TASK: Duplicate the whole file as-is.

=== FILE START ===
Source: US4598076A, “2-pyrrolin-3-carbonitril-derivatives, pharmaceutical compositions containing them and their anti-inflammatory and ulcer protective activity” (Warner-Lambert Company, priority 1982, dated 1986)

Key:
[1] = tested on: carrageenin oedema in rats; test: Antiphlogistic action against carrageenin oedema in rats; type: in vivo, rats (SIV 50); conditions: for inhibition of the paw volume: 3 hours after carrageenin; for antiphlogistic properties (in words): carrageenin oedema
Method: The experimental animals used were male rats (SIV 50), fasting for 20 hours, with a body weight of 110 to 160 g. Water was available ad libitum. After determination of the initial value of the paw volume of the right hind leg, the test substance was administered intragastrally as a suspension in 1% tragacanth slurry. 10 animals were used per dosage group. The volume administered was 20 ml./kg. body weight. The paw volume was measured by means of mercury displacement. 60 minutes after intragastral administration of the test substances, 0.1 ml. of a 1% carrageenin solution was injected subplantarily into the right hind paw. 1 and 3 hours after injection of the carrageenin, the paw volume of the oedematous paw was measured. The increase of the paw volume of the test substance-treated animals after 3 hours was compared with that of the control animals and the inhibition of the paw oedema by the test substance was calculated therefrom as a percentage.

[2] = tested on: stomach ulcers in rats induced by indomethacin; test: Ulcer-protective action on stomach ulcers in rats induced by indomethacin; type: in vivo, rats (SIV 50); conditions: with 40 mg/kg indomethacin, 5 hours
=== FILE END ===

Source: US4598076A, “2-pyrrolin-3-carbonitril-derivatives, pharmaceutical compositions containing them and their anti-inflammatory and ulcer protective activity” (Warner-Lambert Company, priority 1982, dated 1986)

Key:
[1] = tested on: carrageenin oedema in rats; test: Antiphlogistic action against carrageenin oedema in rats; type: in vivo, rats (SIV 50); conditions: for inhibition of the paw volume: 3 hours after carrageenin; for antiphlogistic properties (in words): carrageenin oedema
Method: The experimental animals used were male rats (SIV 50), fasting for 20 hours, with a body weight of 110 to 160 g. Water was available ad libitum. After determination of the initial value of the paw volume of the right hind leg, the test substance was administered intragastrally as a suspension in 1% tragacanth slurry. 10 animals were used per dosage group. The volume administered was 20 ml./kg. body weight. The paw volume was measured by means of mercury displacement. 60 minutes after intragastral administration of the test substances, 0.1 ml. of a 1% carrageenin solution was injected subplantarily into the right hind paw. 1 and 3 hours after injection of the carrageenin, the paw volume of the oedematous paw was measured. The increase of the paw volume of the test substance-treated animals after 3 hours was compared with that of the control animals and the inhibition of the paw oedema by the test substance was calculated therefrom as a percentage.

[2] = tested on: stomach ulcers in rats induced by indomethacin; test: Ulcer-protective action on stomach ulcers in rats induced by indomethacin; type: in vivo, rats (SIV 50); conditions: with 40 mg/kg indomethacin, 5 hours